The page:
Elijah Amoo Addo launched the first community food bank in Ghana. Addo was inspired to take action in 2011 after seeing a man searching for food in the dumpster outside the restaurant where he worked as a chef. His organization, Food for All Africa, recovers surplus food from restaurants, diverting it to the food bank where it is distributed to vulnerable populations. Addo has been recognized as an emerging leader in Ghana; he was a 2017 Queen’s Young Leader award recipient and a 2017 Kumvana Fellow.

4. JoAnne Berkenkamp (Senior Advocate in the Food & Agriculture Program, Natural Resources Defense Council (NRDC)), United States

JoAnne Berkenkamp is a Senior Advocate in the Food & Agriculture Program at the NRDC, with considerable experience working in food systems and food waste. Berkenkamp’s career in food waste was inspired by NRDC’s 2012 report “Wasted: How America is Losing Up to 40 Percent of Its Food from Farm to Fork to Landfill.” She tackles food waste through industry-based approaches, consumer education, and policy advocacy.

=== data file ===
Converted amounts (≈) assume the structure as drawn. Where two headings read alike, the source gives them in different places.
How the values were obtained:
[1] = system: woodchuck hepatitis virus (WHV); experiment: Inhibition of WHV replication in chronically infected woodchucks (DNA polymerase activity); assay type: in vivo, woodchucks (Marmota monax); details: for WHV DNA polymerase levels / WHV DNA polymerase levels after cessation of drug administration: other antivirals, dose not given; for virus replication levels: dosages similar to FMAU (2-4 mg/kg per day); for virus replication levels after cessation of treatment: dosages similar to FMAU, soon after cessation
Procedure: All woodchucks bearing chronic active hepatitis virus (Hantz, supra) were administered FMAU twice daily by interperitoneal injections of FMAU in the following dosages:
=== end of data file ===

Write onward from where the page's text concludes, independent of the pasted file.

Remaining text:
5. Massimo Bottura (Chef; Founder, Food for Soul), Italy

A world renowned chef and chef patron of Osteria Francescana, a three-Michelin-Star Restaurant, Massimo Bottura is also fighting food waste. In 2016, Bottura started the non-profit organization Food for Soul. Food for Soul aims to tackle the dual issue of food waste and food insecurity by creating inclusive community projects that utilize surplus food. These include Refettorios, innovative community kitchens, and Social Tables, weekly dining services offered in community spaces. Bottura also produced Bread is Gold, a recipe book that offers dishes that can be made with simple and potentially wasted ingredients.  

6. Emily Broad Leib (Assistant Clinical Professor, Harvard Law School), U.S.

Emily Broad Leib’s work in food law and policy in the U.S. has earned her recognition as a national leader in the subject. Founder of Harvard Law School’s Food Law and Policy Clinic, Broad Leib uses her position to tackle major issues in the food system, including food waste. Her project, “Reducing Food Waste as a Key to Addressing Climate Change,” was awarded Harvard University’s Climate Change Solutions Fund in 2015. Her work on topics such as food safety regulations and food date labels, in collaboration with others at the Harvard Food Law and Policy Clinic, has been highlighted in the media and through speaking engagements.

7. Chris Cochran (Executive Director, Rethink Food Waste Through Economics and Data (ReFED)), U.S.